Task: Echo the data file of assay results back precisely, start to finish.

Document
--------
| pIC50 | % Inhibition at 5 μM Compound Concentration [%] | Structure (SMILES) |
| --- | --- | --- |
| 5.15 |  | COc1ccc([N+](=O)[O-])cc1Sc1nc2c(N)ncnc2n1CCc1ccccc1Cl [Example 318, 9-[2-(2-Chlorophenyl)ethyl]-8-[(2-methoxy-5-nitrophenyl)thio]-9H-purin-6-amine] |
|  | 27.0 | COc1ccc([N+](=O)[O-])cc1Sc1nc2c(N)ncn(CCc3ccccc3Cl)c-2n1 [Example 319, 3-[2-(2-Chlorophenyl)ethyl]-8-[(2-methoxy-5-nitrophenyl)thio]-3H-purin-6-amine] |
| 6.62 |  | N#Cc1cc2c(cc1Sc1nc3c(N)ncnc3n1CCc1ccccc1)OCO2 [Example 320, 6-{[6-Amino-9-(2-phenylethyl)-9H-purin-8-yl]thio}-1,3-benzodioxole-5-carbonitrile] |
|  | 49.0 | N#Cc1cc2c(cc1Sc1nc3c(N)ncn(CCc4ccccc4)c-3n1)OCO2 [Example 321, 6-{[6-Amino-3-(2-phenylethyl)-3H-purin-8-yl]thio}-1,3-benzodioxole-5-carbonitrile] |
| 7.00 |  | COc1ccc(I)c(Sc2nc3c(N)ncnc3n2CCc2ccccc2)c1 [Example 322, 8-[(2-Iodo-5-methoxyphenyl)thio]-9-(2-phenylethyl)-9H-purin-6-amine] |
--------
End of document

| pIC50 | % Inhibition at 5 μM Compound Concentration [%] | Structure (SMILES) |
| --- | --- | --- |
| 5.15 |  | COc1ccc([N+](=O)[O-])cc1Sc1nc2c(N)ncnc2n1CCc1ccccc1Cl [Example 318, 9-[2-(2-Chlorophenyl)ethyl]-8-[(2-methoxy-5-nitrophenyl)thio]-9H-purin-6-amine] |
|  | 27.0 | COc1ccc([N+](=O)[O-])cc1Sc1nc2c(N)ncn(CCc3ccccc3Cl)c-2n1 [Example 319, 3-[2-(2-Chlorophenyl)ethyl]-8-[(2-methoxy-5-nitrophenyl)thio]-3H-purin-6-amine] |
| 6.62 |  | N#Cc1cc2c(cc1Sc1nc3c(N)ncnc3n1CCc1ccccc1)OCO2 [Example 320, 6-{[6-Amino-9-(2-phenylethyl)-9H-purin-8-yl]thio}-1,3-benzodioxole-5-carbonitrile] |
|  | 49.0 | N#Cc1cc2c(cc1Sc1nc3c(N)ncn(CCc4ccccc4)c-3n1)OCO2 [Example 321, 6-{[6-Amino-3-(2-phenylethyl)-3H-purin-8-yl]thio}-1,3-benzodioxole-5-carbonitrile] |
| 7.00 |  | COc1ccc(I)c(Sc2nc3c(N)ncnc3n2CCc2ccccc2)c1 [Example 322, 8-[(2-Iodo-5-methoxyphenyl)thio]-9-(2-phenylethyl)-9H-purin-6-amine] |